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Form 1099-MISC Reporting Requirements

The IRS continues to increase its scrutiny of Form 1099 reporting by individuals and businesses. The IRS uses 1099s submitted to them to be sure Form 1099 recipients report the income on their income tax returns. Failure to comply with 1099 filing requirements may result in substantial penalties.

Certain 1099-related penalties are more than double what they were in previous years. The penalties increase the longer the 1099 filing failure continues or the longer it takes to correct 1099s filed incorrectly. Penalties range from $30 to $100 per form, with a maximum penalty of $1.5 million. However, if the rules are intentionally disregarded, penalties increase to $250 per 1099 with no maximum penalty. Starting in 2011, IRS added two new questions on its individual and business tax forms to increase awareness of the 1099 filing requirements and add another opportunity to identify taxpayers that should be filing 1099s but are not. The individual tax forms reporting business income, rental income and farm income (Schedules C, E and F, respectively) have two additional questions:

  • “Did you make any payments that would require you to file Form(s) 1099?”

  • “If ‘Yes,’ did you or will you file all required Forms 1099?”

Similar questions also have been added to corporate and partnership returns.

Given the increased IRS focus on taxpayers’ information reporting obligations, it is important to know when a Form1099 filing is required.

Who must file Form 1099-MISC?

  • All entities engaged in a trade or business (sole proprietorships, partnerships and corporations)

  • Landlords engaging in the business of renting property

  • Nonprofit organizations, federal, state or local governmental agencies

  • Trusts of qualified pension or profit-sharing plans of employers

When is Form 1099-MISC Required?

Businesses will need to fill out a Form 1099-MISC for each person, vendor, subcontractor, independent contractor, and others in the following circumstances:

  • $600 or more per year is paid for rents, services (including parts and materials), prizes and awards, medical and health care payments, crop insurance proceeds, cash payments to fishermen, proceeds paid to attorneys, and other types of payments not covered by another information reporting document.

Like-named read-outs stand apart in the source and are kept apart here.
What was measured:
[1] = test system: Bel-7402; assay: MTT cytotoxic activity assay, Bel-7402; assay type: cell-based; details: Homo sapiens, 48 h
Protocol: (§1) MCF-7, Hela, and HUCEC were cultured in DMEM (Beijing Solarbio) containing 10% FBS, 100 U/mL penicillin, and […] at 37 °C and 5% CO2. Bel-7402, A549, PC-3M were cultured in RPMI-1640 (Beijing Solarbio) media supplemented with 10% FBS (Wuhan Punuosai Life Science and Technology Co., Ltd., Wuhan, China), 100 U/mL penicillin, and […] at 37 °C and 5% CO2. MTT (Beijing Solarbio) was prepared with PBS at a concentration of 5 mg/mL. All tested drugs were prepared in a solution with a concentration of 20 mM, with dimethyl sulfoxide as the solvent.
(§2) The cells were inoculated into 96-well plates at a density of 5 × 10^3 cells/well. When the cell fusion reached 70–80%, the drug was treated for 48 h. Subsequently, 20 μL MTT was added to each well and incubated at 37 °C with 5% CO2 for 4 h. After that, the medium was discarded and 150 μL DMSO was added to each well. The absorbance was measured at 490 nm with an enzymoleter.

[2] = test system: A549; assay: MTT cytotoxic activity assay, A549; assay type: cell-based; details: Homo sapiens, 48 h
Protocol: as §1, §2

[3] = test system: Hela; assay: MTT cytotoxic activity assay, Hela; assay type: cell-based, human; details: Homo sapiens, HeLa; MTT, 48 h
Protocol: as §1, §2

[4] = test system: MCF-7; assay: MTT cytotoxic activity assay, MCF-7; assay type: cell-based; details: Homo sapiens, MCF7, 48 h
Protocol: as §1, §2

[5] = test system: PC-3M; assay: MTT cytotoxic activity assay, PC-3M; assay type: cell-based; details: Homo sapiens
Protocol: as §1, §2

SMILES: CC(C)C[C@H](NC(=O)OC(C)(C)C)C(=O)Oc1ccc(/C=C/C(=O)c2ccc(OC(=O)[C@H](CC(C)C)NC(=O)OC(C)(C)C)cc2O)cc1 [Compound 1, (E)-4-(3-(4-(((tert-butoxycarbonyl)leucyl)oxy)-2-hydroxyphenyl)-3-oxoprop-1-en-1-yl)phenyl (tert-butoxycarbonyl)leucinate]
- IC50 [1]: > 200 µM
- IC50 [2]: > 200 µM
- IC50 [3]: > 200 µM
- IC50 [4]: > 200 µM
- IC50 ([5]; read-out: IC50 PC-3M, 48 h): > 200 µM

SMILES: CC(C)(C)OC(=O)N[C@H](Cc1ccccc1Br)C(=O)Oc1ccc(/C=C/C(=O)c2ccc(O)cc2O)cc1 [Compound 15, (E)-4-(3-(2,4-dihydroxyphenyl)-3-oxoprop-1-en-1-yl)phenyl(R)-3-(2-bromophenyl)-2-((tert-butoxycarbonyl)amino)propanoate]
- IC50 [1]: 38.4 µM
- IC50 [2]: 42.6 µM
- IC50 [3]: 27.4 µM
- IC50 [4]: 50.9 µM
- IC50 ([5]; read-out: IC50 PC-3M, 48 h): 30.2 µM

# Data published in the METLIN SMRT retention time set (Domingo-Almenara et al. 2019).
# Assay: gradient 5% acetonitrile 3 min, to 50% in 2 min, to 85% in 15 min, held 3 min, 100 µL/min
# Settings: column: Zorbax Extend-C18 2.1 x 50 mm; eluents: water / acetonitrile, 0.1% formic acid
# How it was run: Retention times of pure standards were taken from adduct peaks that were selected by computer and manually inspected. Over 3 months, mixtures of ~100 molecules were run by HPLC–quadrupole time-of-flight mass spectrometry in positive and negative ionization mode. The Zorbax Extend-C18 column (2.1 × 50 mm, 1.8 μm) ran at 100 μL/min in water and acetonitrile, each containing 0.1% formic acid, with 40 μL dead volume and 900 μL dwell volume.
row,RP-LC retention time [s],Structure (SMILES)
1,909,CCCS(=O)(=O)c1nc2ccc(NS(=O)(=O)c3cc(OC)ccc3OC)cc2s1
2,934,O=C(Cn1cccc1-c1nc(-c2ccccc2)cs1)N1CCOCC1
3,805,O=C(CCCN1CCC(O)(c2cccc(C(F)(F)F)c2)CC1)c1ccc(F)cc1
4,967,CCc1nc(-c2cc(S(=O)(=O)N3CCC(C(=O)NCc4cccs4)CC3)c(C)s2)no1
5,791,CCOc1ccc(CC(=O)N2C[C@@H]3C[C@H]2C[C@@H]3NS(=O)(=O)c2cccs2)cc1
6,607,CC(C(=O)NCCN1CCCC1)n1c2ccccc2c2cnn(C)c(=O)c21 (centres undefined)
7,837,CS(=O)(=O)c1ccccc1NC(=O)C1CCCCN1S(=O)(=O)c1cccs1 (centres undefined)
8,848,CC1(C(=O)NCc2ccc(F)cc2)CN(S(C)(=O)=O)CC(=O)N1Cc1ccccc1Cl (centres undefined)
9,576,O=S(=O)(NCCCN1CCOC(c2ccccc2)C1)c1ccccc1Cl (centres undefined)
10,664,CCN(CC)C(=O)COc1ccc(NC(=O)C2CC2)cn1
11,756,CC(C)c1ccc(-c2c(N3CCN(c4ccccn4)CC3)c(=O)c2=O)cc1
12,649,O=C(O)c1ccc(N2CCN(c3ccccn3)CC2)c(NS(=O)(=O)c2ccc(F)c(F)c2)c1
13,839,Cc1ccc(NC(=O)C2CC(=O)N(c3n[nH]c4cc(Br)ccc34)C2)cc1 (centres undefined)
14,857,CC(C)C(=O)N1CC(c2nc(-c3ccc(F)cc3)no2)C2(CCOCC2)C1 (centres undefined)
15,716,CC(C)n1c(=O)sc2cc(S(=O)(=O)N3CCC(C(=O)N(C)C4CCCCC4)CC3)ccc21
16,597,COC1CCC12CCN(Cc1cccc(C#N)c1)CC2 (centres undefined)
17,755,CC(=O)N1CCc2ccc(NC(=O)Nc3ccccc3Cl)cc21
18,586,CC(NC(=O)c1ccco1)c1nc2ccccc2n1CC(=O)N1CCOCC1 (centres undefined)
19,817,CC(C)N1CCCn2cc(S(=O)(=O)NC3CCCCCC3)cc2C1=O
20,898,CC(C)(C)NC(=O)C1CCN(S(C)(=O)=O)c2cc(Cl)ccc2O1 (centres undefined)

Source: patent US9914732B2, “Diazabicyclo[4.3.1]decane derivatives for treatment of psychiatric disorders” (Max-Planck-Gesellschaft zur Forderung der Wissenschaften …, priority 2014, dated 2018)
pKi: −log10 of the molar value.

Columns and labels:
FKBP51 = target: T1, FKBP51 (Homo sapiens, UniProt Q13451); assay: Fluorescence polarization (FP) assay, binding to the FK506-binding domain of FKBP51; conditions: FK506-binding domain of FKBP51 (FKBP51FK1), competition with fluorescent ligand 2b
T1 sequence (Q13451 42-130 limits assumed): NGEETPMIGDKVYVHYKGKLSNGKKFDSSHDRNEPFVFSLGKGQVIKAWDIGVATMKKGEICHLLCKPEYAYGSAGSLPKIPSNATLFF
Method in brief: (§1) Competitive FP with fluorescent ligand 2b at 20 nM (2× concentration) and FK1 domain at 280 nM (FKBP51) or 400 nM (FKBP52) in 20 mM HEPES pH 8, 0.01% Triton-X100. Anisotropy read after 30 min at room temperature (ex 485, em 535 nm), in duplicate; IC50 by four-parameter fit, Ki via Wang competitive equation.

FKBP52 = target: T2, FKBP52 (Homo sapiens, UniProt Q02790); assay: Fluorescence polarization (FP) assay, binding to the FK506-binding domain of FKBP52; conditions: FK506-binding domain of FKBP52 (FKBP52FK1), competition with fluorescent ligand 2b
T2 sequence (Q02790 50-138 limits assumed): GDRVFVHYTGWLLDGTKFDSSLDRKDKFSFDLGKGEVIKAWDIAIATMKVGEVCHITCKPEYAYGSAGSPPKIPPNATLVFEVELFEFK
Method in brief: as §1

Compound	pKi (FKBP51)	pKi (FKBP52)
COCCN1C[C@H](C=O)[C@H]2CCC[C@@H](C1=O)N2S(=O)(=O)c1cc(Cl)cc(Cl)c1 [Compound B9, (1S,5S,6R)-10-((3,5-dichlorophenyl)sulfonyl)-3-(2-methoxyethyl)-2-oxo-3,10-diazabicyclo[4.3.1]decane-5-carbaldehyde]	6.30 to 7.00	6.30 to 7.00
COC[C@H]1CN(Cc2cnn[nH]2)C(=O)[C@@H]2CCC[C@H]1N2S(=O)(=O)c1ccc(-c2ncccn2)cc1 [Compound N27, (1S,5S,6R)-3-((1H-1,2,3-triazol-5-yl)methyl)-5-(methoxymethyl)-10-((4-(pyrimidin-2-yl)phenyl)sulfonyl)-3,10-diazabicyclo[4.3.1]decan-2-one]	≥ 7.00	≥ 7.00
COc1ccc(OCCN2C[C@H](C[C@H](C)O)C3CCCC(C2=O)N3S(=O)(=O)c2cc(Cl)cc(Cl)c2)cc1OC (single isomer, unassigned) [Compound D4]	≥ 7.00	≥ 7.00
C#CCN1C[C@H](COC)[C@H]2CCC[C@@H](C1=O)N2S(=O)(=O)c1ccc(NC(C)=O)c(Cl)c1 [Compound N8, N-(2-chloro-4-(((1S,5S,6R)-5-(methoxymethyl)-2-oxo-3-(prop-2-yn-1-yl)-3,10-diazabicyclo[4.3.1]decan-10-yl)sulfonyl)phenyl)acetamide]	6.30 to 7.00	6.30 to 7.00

• Reporting such payments is required if the recipient of the payment is not a corporation - for example, when the recipient is an individual, estate, partnership, a limited liability company treated as a partnership or sole proprietorship. Payments made to corporations may be reported using Form 1099-MISC, but is not required.

Exceptions:

  • Payments to corporations for legal services. The exemption from reporting payments made to corporations does not apply to payments for legal services. Therefore, you must report attorneys' fees (in box 7) or gross proceeds (in box 14) as described earlier to corporations that provide legal services.

  • Medical and health care payments are reported on Form 1099-MISC even if made to corporations.

  • Payments of rent to real estate agents do not have to be reported. But the real estate agent must use Form 1099-MISC to report the rent paid over to the property owner.

1099-MISC Requirements for Landlords

Prior to 2011 owners of rental real estate were generally not considered to be engaged in a trade or business and were therefore exempt from the 1099 reporting requirements. Landlords engaging in the business of renting property are still required to issue 1099s for vendors paid $600 or more. A person engaging in a trade or business is defined as a person who is involved in the activity continuously and regularly and whose main motive in engaging in the activity is for income or profit. Thus these filing requirements will not apply to the owner of property who turns over management duties to an outside source, as he is not regularly and continuously involved in the activity.